Ask Marilyn ® by Marilyn vos Savant is a column in Parade Magazine, published by PARADE, 711 Third Avenue, New York, NY 10017, USA. According to Parade, Marilyn vos Savant is listed in the "Guinness Book of World Records Hall of Fame" for "Highest IQ."
You get to keep the monetary value of a coin (or card or any other two sided object that you can write numbers on) that you pick at random from a box. Each coin has a number on one side and a number twice as large on the other, and you can either choose to keep the first number or flip to the other side, in which case you must accept the number on that side. The question is: wouldn't it always be desirable to flip to the other side? The chances are 50/50 that you'll see a larger number, but if you do, your gain (100% of the original value) will be twice what you stand to lose if the flip side is smaller (50% of the original value).
Winnings from never switching: 757119759 Winnings from always switching: 757162968 Winnings from switching half the time: 757144873
Although the results will vary slightly each time the program is run, the results show that, within statistical accuracy, there is no benefit of switching.
This problem is isomorphic to a puzzle I heard years ago: suppose we are presented with the opportunity to open our wallets. Whoever has more money has to give it to the other guy.
A simple analysis suggests that you have a 50/50 chance of winning, and if you do, you'll gain more money than when you lose. So you should take the bet. But the same analysis suggests that I too should take the bet, and it's a zero-sum game, so it can't be advantageous to both of us!
I'm sure I've seen this puzzle in a logic book (in decreasing order of probability: Smullyan, Gardner, Quine), initially stating the puzzle in the form of "two mathemeticians have an agreement that when they meet at a conference, the one with the nicer tie must give it to the one with the uglier tie". He turned it into a wallet puzzle to eliminate the irrelevant factors of personal taste, etc.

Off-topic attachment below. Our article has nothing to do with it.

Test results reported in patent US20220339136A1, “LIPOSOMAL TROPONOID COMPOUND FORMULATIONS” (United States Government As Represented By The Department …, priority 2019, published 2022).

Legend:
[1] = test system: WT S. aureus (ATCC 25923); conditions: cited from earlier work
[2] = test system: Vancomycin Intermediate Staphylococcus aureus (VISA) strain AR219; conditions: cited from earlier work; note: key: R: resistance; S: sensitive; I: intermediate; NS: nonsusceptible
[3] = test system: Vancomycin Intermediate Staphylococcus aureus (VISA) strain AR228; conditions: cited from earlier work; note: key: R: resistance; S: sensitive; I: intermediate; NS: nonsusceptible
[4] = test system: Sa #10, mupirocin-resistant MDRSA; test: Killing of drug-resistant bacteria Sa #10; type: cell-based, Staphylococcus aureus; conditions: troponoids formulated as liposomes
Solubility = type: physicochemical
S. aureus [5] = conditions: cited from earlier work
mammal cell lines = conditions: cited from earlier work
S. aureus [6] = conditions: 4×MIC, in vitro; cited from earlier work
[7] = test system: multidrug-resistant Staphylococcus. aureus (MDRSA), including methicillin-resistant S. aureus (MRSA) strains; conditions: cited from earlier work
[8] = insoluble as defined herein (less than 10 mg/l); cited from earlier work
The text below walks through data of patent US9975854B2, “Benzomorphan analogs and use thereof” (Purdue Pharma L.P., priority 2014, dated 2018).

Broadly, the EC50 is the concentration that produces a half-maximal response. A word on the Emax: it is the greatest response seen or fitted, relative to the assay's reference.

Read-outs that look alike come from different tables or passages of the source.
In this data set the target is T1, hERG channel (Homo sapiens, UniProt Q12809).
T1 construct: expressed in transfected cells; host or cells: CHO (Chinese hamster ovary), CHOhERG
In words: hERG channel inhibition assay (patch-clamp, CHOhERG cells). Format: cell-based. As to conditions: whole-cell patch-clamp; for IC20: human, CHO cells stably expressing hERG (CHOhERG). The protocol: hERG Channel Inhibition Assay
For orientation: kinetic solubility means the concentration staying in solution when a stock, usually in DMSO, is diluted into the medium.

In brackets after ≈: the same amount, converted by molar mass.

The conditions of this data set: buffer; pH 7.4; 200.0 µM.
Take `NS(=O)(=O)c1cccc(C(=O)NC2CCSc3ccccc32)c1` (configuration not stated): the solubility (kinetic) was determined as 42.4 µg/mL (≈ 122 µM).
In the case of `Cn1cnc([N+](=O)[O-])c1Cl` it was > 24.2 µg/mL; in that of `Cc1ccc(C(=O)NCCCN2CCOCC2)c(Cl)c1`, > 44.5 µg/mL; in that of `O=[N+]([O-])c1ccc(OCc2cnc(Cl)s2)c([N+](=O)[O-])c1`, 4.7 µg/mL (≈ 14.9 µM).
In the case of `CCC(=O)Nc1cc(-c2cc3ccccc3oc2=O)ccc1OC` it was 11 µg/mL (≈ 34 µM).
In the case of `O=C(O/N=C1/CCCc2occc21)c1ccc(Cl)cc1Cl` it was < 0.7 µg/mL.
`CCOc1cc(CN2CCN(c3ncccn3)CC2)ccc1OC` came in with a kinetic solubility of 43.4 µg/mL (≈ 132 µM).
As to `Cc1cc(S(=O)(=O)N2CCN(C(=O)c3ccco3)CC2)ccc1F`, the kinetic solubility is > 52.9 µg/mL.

Assuming that neither side of any coin has a fractional value (such as half a penny) you should switch whenever you receive an odd number (such as five). Since one side is twice the other, and since two and one half is not a possible value, if one side is five, the other side must be ten. In other words, if one side is odd, the other side must be twice the value.
I originally wrote that if you receive an even number, there is no benefit (nor is there any loss) in switching. However, Fred Moolten <email@example.com> pointed out that this is incorrect. If odd numbers always dictate a switch, then even numbers must necessarily dictate a stay. The reason is that the total number of coin faces representing the "low" side of coins must equal the total number representing the "high" side. If all the odd numbers are on the low side, what's left (the even numbers) must consist of more high sides than low sides.
The original question does not state how the values of the coins are distributed. However, if the values of the low side of the coin are uniformly distributed, and if neither side of any coin has a fractional value, then half of the low sides would be odd, and half would be even, and all of the high sides would be even. With such a distribution, three quarters of the sides would be even, and two thirds of the even sides would be the high side.
Even when the distribution is not known, and when the amounts on the coins are not restricted to integers there exists a strategy that is better than "always stay" or "always switch".
Pick a random monetary value. If the first number is less than this you switch; if it is greater or equal you stay.
Whenever you pick a coin where both sides are greater than or both are less than your random number, you don't gain anything (you still have a 50% chance of getting the larger number). However there will be some chance that you pick a coin where your random number falls between the two sides' numbers, and in these cases you will always get the larger number using this strategy.
This is a well known problem. For example, I believe John Paulos discusses it in his book Mathematical Illiteracy and Innumeracy.
He does it with a pair of sealed envelopes.
The fundamental assumptions are:
Given these assumptions, there is no benefit to flipping. No harm, either.
- No information is available on the distribution of the values on the low side of the coin (other than being positive). In particular, fractional values are not ruled out, and there is no minimum or maximum value.
- You only get one chance (i.e. you are not allowed to gather information about the distribution).